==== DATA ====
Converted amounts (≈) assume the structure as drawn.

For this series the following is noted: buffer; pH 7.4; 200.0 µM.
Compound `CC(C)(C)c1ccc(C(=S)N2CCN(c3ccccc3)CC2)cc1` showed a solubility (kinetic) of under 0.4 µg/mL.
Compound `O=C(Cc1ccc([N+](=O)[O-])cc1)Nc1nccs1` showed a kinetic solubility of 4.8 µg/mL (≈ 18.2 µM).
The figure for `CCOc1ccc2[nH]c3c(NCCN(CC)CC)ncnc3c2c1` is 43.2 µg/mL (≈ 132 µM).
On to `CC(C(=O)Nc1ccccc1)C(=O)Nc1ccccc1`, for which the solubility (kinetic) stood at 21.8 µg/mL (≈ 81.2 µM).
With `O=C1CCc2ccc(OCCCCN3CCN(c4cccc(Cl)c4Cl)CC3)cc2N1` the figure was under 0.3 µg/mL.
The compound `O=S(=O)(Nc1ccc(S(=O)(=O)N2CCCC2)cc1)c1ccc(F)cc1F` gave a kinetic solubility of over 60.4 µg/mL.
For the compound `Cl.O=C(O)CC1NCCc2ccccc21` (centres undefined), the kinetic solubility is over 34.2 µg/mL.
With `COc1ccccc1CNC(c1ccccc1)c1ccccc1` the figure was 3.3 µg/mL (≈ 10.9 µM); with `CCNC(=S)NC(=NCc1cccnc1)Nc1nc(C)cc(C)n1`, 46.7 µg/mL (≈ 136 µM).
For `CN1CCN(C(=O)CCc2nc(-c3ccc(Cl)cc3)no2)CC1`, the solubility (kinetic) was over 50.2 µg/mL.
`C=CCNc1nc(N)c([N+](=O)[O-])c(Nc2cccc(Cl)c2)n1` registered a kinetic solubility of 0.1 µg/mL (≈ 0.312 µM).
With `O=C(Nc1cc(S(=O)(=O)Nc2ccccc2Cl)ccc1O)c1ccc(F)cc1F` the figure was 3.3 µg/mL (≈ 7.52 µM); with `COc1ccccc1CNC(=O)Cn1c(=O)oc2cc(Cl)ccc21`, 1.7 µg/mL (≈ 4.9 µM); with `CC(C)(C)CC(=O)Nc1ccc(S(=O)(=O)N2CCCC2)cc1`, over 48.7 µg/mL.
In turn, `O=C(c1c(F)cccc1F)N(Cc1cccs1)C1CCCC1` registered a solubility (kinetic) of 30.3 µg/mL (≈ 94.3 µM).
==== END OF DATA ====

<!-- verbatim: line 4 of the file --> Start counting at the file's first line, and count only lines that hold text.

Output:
Compound `O=C(Cc1ccc([N+](=O)[O-])cc1)Nc1nccs1` showed a kinetic solubility of 4.8 µg/mL (≈ 18.2 µM).